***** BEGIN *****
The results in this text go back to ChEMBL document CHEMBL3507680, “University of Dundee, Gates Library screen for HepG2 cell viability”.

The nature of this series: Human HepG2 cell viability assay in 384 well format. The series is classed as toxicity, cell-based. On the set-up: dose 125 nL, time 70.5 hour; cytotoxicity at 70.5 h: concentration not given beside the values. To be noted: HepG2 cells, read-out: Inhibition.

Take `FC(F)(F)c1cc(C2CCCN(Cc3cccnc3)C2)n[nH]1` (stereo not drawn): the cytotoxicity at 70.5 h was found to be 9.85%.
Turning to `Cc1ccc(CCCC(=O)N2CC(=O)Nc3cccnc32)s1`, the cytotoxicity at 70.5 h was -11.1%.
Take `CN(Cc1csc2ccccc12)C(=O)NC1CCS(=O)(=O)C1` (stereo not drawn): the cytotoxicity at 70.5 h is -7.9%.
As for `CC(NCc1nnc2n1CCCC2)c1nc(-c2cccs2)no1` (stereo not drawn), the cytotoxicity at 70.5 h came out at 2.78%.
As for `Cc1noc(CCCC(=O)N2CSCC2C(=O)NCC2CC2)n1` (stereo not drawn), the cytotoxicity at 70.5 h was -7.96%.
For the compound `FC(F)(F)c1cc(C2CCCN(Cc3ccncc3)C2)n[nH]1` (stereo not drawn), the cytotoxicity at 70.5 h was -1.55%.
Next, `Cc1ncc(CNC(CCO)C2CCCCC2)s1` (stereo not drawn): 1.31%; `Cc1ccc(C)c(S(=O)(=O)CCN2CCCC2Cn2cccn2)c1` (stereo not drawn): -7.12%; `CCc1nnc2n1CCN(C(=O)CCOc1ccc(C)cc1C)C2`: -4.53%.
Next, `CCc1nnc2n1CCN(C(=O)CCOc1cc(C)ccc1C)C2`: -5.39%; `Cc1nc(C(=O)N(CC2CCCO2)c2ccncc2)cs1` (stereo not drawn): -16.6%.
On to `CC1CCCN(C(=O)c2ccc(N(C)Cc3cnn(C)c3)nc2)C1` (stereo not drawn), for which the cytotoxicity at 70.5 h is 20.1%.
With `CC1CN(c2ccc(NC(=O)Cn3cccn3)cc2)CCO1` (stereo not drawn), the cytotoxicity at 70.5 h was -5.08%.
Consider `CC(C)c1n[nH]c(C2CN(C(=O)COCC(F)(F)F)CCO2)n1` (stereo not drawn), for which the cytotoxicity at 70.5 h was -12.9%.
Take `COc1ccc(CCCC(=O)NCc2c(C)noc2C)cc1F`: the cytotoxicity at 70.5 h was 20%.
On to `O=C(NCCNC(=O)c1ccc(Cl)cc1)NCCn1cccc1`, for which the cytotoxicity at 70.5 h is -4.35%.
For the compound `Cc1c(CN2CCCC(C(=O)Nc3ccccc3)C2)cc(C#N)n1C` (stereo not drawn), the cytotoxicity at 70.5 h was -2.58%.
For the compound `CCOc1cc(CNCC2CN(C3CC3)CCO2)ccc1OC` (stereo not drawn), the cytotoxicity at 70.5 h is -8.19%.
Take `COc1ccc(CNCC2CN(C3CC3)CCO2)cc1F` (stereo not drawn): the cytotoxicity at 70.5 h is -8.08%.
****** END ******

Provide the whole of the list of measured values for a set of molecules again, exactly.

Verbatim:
The results in this text go back to ChEMBL document CHEMBL3507680, “University of Dundee, Gates Library screen for HepG2 cell viability”.

The nature of this series: Human HepG2 cell viability assay in 384 well format. The series is classed as toxicity, cell-based. On the set-up: dose 125 nL, time 70.5 hour; cytotoxicity at 70.5 h: concentration not given beside the values. To be noted: HepG2 cells, read-out: Inhibition.

Take `FC(F)(F)c1cc(C2CCCN(Cc3cccnc3)C2)n[nH]1` (stereo not drawn): the cytotoxicity at 70.5 h was found to be 9.85%.
Turning to `Cc1ccc(CCCC(=O)N2CC(=O)Nc3cccnc32)s1`, the cytotoxicity at 70.5 h was -11.1%.
Take `CN(Cc1csc2ccccc12)C(=O)NC1CCS(=O)(=O)C1` (stereo not drawn): the cytotoxicity at 70.5 h is -7.9%.
As for `CC(NCc1nnc2n1CCCC2)c1nc(-c2cccs2)no1` (stereo not drawn), the cytotoxicity at 70.5 h came out at 2.78%.
As for `Cc1noc(CCCC(=O)N2CSCC2C(=O)NCC2CC2)n1` (stereo not drawn), the cytotoxicity at 70.5 h was -7.96%.
For the compound `FC(F)(F)c1cc(C2CCCN(Cc3ccncc3)C2)n[nH]1` (stereo not drawn), the cytotoxicity at 70.5 h was -1.55%.
Next, `Cc1ncc(CNC(CCO)C2CCCCC2)s1` (stereo not drawn): 1.31%; `Cc1ccc(C)c(S(=O)(=O)CCN2CCCC2Cn2cccn2)c1` (stereo not drawn): -7.12%; `CCc1nnc2n1CCN(C(=O)CCOc1ccc(C)cc1C)C2`: -4.53%.
Next, `CCc1nnc2n1CCN(C(=O)CCOc1cc(C)ccc1C)C2`: -5.39%; `Cc1nc(C(=O)N(CC2CCCO2)c2ccncc2)cs1` (stereo not drawn): -16.6%.
On to `CC1CCCN(C(=O)c2ccc(N(C)Cc3cnn(C)c3)nc2)C1` (stereo not drawn), for which the cytotoxicity at 70.5 h is 20.1%.
With `CC1CN(c2ccc(NC(=O)Cn3cccn3)cc2)CCO1` (stereo not drawn), the cytotoxicity at 70.5 h was -5.08%.
Consider `CC(C)c1n[nH]c(C2CN(C(=O)COCC(F)(F)F)CCO2)n1` (stereo not drawn), for which the cytotoxicity at 70.5 h was -12.9%.
Take `COc1ccc(CCCC(=O)NCc2c(C)noc2C)cc1F`: the cytotoxicity at 70.5 h was 20%.
On to `O=C(NCCNC(=O)c1ccc(Cl)cc1)NCCn1cccc1`, for which the cytotoxicity at 70.5 h is -4.35%.
For the compound `Cc1c(CN2CCCC(C(=O)Nc3ccccc3)C2)cc(C#N)n1C` (stereo not drawn), the cytotoxicity at 70.5 h was -2.58%.
For the compound `CCOc1cc(CNCC2CN(C3CC3)CCO2)ccc1OC` (stereo not drawn), the cytotoxicity at 70.5 h is -8.19%.
Take `COc1ccc(CNCC2CN(C3CC3)CCO2)cc1F` (stereo not drawn): the cytotoxicity at 70.5 h is -8.08%.